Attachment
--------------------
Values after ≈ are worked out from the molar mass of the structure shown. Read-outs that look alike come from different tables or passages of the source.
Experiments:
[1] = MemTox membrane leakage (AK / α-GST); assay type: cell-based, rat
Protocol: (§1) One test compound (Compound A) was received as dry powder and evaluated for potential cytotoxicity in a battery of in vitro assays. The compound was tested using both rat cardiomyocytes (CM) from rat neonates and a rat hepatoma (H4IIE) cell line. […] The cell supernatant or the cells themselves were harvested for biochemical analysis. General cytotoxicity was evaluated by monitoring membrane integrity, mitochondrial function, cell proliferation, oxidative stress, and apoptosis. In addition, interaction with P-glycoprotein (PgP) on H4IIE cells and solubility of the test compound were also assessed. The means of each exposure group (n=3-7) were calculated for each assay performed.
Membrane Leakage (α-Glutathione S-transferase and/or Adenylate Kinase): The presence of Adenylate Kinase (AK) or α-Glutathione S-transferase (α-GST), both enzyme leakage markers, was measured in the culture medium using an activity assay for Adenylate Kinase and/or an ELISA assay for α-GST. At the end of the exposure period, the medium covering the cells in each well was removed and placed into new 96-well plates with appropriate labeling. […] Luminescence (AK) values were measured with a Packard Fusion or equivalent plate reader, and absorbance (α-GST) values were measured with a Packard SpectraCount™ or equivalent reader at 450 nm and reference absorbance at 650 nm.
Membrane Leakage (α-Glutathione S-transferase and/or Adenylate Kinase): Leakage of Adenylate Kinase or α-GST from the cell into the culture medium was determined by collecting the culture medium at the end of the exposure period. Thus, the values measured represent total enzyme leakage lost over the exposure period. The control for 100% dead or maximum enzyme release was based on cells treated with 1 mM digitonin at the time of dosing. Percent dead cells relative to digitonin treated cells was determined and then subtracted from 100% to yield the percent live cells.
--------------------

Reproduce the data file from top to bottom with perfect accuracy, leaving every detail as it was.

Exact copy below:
Values after ≈ are worked out from the molar mass of the structure shown. Read-outs that look alike come from different tables or passages of the source.
Experiments:
[1] = MemTox membrane leakage (AK / α-GST); assay type: cell-based, rat
Protocol: (§1) One test compound (Compound A) was received as dry powder and evaluated for potential cytotoxicity in a battery of in vitro assays. The compound was tested using both rat cardiomyocytes (CM) from rat neonates and a rat hepatoma (H4IIE) cell line. […] The cell supernatant or the cells themselves were harvested for biochemical analysis. General cytotoxicity was evaluated by monitoring membrane integrity, mitochondrial function, cell proliferation, oxidative stress, and apoptosis. In addition, interaction with P-glycoprotein (PgP) on H4IIE cells and solubility of the test compound were also assessed. The means of each exposure group (n=3-7) were calculated for each assay performed.
Membrane Leakage (α-Glutathione S-transferase and/or Adenylate Kinase): The presence of Adenylate Kinase (AK) or α-Glutathione S-transferase (α-GST), both enzyme leakage markers, was measured in the culture medium using an activity assay for Adenylate Kinase and/or an ELISA assay for α-GST. At the end of the exposure period, the medium covering the cells in each well was removed and placed into new 96-well plates with appropriate labeling. […] Luminescence (AK) values were measured with a Packard Fusion or equivalent plate reader, and absorbance (α-GST) values were measured with a Packard SpectraCount™ or equivalent reader at 450 nm and reference absorbance at 650 nm.
Membrane Leakage (α-Glutathione S-transferase and/or Adenylate Kinase): Leakage of Adenylate Kinase or α-GST from the cell into the culture medium was determined by collecting the culture medium at the end of the exposure period. Thus, the values measured represent total enzyme leakage lost over the exposure period. The control for 100% dead or maximum enzyme release was based on cells treated with 1 mM digitonin at the time of dosing. Percent dead cells relative to digitonin treated cells was determined and then subtracted from 100% to yield the percent live cells.